that the First Amended Counterclaims do not comply with the
Court's order to provide a more definite statement,
United asks the Court either to dismiss the Entity
Defendants' First Amended Counterclaims or to renew its
order requiring a more definite statement.
party makes an effort to comply with an order granting a
motion for a more definite statement, "the insufficiency
of the effort does not justify automatic dismissal of the
action. . . . The draconian remedy of dismissal of the action
should be invoked only as a last resort . . . ."
Pardee v. Moses, 605 F, 2d 865, 866 (5th Cir. 1979)
(quoting Schaedler v. Reading Eagle Publ'n,
Inc., 370 F.2d 795, 798-99 (3d Cir. 1967)). Because the
Court finds that the Entity Defendants made an effort to
comply with portions of the Court's prior order, the
Court denies United's Motion to Dismiss.
the Entity Defendants made an effort to comply with the
Court's prior order, the First Amended Counterclaims are
still "insufficiently definite." Bowers v.
Crystal Valley, R.V., No. 95-C-7527, 1996 WL 169415, at
*1 (N.D. 111. Apr. 9, 1996) (citation and internal quotation
marks omitted). Therefore, the Court renews its order that
the Entity Defendants replead more information in support of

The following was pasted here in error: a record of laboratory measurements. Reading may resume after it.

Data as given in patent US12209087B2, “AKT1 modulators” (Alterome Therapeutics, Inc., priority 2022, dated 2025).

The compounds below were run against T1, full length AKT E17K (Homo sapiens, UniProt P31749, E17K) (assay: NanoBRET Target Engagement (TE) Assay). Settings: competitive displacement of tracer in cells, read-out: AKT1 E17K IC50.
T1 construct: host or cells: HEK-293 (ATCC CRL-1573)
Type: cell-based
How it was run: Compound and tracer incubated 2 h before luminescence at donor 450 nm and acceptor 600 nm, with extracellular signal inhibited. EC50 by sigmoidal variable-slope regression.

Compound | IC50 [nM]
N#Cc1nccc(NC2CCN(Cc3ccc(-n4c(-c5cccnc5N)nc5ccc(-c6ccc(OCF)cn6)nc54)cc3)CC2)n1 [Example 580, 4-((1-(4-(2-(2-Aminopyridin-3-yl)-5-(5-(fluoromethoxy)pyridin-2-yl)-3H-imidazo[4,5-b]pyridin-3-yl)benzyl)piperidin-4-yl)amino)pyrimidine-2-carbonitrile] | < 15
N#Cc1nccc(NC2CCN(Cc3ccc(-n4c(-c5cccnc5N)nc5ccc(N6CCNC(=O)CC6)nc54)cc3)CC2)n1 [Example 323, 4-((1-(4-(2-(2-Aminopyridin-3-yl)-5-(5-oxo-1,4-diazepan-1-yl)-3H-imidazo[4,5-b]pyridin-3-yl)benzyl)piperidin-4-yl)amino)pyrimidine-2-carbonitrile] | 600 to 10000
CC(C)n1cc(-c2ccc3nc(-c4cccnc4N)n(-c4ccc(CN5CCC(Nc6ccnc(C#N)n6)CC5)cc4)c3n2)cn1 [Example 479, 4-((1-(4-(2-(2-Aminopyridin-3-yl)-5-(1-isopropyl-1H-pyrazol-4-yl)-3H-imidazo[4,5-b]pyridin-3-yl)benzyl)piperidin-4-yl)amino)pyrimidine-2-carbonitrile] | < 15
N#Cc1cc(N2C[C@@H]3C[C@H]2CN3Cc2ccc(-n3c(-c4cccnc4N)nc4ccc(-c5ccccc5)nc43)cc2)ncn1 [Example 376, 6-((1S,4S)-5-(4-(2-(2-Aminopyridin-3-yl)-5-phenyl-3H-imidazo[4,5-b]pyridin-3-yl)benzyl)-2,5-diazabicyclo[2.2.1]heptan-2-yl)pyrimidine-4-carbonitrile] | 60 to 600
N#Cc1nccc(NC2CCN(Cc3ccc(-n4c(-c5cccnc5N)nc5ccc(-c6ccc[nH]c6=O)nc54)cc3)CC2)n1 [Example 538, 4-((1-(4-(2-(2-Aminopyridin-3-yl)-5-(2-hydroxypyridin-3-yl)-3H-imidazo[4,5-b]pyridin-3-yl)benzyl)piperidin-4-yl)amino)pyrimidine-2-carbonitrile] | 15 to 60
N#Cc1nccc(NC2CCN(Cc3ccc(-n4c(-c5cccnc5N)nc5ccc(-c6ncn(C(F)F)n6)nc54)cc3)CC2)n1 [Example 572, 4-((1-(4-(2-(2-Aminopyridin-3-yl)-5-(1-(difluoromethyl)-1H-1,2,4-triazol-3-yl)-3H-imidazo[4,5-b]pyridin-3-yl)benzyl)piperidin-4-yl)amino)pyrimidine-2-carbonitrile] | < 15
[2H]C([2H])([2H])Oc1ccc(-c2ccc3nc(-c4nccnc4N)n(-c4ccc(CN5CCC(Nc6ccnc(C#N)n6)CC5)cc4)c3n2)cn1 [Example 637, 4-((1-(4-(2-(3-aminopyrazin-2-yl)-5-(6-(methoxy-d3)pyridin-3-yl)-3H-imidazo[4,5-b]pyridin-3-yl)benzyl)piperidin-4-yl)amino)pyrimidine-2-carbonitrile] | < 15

the Court renews its order that the Entity Defendants amend
the claim spreadsheets to include member names and plan or
policy numbers for each claim listed on the spreadsheets. The
Entity Defendants claim that they "have produced the
claim file for each of the 60, 000 claims on which their
ERISA claims are based." Resp. 6. According to United,
this production came in the form of a flash drive including
every file for every claim submitted to United from 2015 to
2017. Mot. to Dismiss 6. In their Response, the Entity
Defendants do not contest that allegation or argue that they
have amended their claim spreadsheets. The Court specifically
ordered the Entity Defendants to amend their claim
spreadsheets to include member names and plan or policy
numbers. The Court finds that production via flash drive is
insufficient to comply with that order. Therefore, the Court
again orders the Entity Defendants to amend their claim
spreadsheets. For each claim, the Court orders the Entity
Defendants to identify the member who assigned their benefits
and the plan or policy number under which such benefits
the Entity Defendants must provide representative plan terms.
See Innova Hosp. San Antonio, L.P. v. Blue Cross &
Blue Shield of Ga., Inc.,892 F.3d 719, 729 (5th Cir.
2018) ("Alleging improper reimbursement based on
representative plan provisions... may be sufficient to show
plausibility under Twombly and Iqbal...
.") Contrary to the Entity Defendants' argument in
their Response, the Court did not order them to state
"specific plan terms breached for each of the 60, 000
claims at issue." Resp. 5. Consistent with
Innova, the Court ordered the Entity Defendants to
provide "representative plan provisions." 892 F.3d
at 729. The Court renews its order that the Entity Defendants
provide representative plan terms or provisions, Third, the
Court renews its order that, for non-benefits claims, the
Entity Defendants must (1) identify which member assignments
were in effect during which time period and (2) include the
specific language of each assignment identified. It appears
to the Court that the Entity Defendants have conceded that
certain assignments did ...